Saturday, May 06, 2006

Congressional oversight

Thinking about that bill that's gone through both the House and Senate, albeit in slightly different forms, it quickly struck me (though I didn't have time to post until now): Re-registering (really reconfirming registration information) in person does absolutely nothing to confirm the registrant's current address, unlike mail (which at the very least requires cooperation with an actual resident at the postal address). All one gets is the declarant's assertion that he in fact is living at the claimed address. But he could be easily living in the next county or state over.

There is another element to this. Everyone recognizes that not all released sex offenders are complying with the registration requirements. But at the same time, many of them (from 50% to 90%, depending on the jurisdiction and the presence of other factors such as the NIMBY, feel-good, useless and counter-productive "zoning laws") are.

The re-confirmation requirements of this bill will do nothing to make the scofflaws repent, but it will send a powerfully strong message to those who are working to "go straight", to wit:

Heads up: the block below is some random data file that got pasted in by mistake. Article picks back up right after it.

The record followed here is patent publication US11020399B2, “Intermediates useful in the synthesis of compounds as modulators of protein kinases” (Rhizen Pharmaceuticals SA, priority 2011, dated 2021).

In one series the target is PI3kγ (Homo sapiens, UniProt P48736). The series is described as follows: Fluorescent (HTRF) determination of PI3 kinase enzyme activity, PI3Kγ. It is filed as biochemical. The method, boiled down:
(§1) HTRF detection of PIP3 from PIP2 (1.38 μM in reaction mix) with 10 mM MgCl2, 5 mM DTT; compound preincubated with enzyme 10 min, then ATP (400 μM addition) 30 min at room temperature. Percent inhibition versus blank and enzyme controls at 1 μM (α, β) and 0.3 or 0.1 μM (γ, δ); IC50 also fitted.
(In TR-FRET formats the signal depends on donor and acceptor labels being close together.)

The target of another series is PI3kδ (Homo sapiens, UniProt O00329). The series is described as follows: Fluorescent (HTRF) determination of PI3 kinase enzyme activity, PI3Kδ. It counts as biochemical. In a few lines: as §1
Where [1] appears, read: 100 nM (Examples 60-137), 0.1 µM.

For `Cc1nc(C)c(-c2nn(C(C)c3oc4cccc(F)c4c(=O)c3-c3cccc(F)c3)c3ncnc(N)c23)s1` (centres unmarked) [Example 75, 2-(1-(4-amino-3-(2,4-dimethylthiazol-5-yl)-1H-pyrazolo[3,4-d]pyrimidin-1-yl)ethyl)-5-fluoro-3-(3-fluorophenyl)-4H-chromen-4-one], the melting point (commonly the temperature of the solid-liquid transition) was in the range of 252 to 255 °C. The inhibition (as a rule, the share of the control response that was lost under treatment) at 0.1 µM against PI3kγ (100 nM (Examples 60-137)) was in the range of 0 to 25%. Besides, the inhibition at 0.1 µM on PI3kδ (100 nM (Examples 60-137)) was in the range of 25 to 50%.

No amount of repentance and good behavior will prevent things from getting worse for you.

With that as an expressed and personally-felt reality, what incentive is there to live within the law? Things are getting worse and there is no way to avoid them -- so long you live within the law; the better way is "outside."

Congress and enough of the American public seem to be much too readily lured by Kipling's "loudest throat." They're decreasing, not increasing, public safety.

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